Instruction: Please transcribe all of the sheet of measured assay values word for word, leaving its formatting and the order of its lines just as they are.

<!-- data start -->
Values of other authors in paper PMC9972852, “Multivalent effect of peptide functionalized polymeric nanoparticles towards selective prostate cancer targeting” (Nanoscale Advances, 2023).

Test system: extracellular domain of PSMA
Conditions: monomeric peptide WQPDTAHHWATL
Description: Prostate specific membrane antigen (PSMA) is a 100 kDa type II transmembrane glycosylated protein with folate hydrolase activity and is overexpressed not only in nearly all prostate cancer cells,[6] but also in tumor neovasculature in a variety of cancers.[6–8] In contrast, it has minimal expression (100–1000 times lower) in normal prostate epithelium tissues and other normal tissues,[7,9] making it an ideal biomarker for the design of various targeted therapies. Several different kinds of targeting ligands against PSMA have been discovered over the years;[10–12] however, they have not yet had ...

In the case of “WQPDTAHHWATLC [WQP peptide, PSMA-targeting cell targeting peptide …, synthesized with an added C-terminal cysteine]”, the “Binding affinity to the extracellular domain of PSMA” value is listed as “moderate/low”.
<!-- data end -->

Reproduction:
Values of other authors in paper PMC9972852, “Multivalent effect of peptide functionalized polymeric nanoparticles towards selective prostate cancer targeting” (Nanoscale Advances, 2023).

Test system: extracellular domain of PSMA
Conditions: monomeric peptide WQPDTAHHWATL
Description: Prostate specific membrane antigen (PSMA) is a 100 kDa type II transmembrane glycosylated protein with folate hydrolase activity and is overexpressed not only in nearly all prostate cancer cells,[6] but also in tumor neovasculature in a variety of cancers.[6–8] In contrast, it has minimal expression (100–1000 times lower) in normal prostate epithelium tissues and other normal tissues,[7,9] making it an ideal biomarker for the design of various targeted therapies. Several different kinds of targeting ligands against PSMA have been discovered over the years;[10–12] however, they have not yet had ...

In the case of “WQPDTAHHWATLC [WQP peptide, PSMA-targeting cell targeting peptide …, synthesized with an added C-terminal cysteine]”, the “Binding affinity to the extracellular domain of PSMA” value is listed as “moderate/low”.